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Copyright: Copyright & Canvas

Copyright Best Practices

What is allowed?

Under the “fair use” provision of copyright law, a person may make limited use of another author’s work without asking permission. As noted elsewhere in this guide:

"There's no one right answer as to what constitutes a "fair use" of a particular copyrighted work. The answer varies from situation to situation."

Posting an item to Canvas does not exempt an instructor from copyright regulations. Therefore, instructors are encouraged to consult these guidelines. In order of preference, these include: 

  1. Link to your article from a library database (see below for more information on locating persistent links to articles).
  2. If a persistent link is unavailable, complete a Fair Use Evaluation and if you use is Fair Use, you scan your article and then upload it to Canvas.
  3. Repeated use of the same content over multiple semesters weighs against fair use. For repeated use, you will likely need to contact the publisher and request permission.


Item Probably Allowed Not allowed
Web site containing copyrighted material Link to the web site in Canvas Copying and pasting the information into Canvas
Copyrighted web image Must be educational in nature; display in Canvas for one semester Repeated use over multiple semesters
Article from a library database Direct linking to article allowed Copying and pasting the article into Canvas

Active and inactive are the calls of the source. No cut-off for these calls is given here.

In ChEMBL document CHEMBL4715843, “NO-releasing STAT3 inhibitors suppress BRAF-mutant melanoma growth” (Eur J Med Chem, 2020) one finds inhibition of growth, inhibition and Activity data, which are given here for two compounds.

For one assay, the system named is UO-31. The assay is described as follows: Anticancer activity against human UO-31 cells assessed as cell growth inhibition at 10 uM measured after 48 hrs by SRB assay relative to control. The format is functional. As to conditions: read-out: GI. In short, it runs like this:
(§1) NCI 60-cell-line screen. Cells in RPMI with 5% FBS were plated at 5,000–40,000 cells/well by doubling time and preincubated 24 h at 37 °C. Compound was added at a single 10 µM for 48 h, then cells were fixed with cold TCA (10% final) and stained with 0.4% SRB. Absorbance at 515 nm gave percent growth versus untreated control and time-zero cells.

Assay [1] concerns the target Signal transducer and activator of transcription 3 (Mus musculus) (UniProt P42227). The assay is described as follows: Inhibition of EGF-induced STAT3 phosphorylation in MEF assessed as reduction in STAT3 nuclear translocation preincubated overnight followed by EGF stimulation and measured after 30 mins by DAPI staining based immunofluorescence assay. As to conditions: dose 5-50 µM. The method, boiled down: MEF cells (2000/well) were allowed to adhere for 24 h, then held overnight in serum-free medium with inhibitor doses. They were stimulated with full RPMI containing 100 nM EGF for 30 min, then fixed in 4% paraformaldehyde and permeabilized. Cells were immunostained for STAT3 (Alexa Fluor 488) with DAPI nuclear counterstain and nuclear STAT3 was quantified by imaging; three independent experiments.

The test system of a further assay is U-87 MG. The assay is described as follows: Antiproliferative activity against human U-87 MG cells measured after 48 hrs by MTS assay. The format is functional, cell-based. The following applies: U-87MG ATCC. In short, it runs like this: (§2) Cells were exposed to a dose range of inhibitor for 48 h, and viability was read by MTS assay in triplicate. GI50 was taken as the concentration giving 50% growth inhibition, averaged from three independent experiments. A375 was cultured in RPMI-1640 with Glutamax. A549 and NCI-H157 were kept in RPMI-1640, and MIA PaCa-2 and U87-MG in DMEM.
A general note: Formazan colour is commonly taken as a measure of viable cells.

Scanned copyrighted image Must be educational in nature; display in Canvas for one semester Repeated use over multiple semesters
Scanned chapter from a book

5% of the total work if in-print, 10% of the total work if out-of-print--allowed for only one semester

More than the allotted percents or repeated use over multiple semesters
Scanned article from a journal, trade publication, or magazine A single article for one semester Multiple articles from the same publication or repeated use over multiple semesters
Audio files No more than 30 seconds without permission Repeated use over multiple semesters
Video files 10% or three minutes, whichever is less

Repeated use over multiple semesters


Persistent Links, or PermaLinks, to Content in Library Databases are Always Copyright Compliant

If you copy a database link from your Internet browser's url bar into Canvas or another browser, that link will eventually stop working because it is a dynamic, non-static link. To eliminate this problem, most database companies now offer Persistent Links, or PermaLinks, for their articles. These are stable links that will consistently take students to a particular full-text article in a library database, though they may be asked to login with the MyNWACC credentials before they can view the full-text.

Here are two examples of permalinks from two different databases. The impotant part of the links are in bold. For Ebsco databases it includes a customer id number, and for Academic Video Online, it includes a proxy prefix. 

Ebsco ebook example

Academic Video Online Streaming Film example


Need help locating a persistent link, or permalink, in a  library database? Email for assistance.


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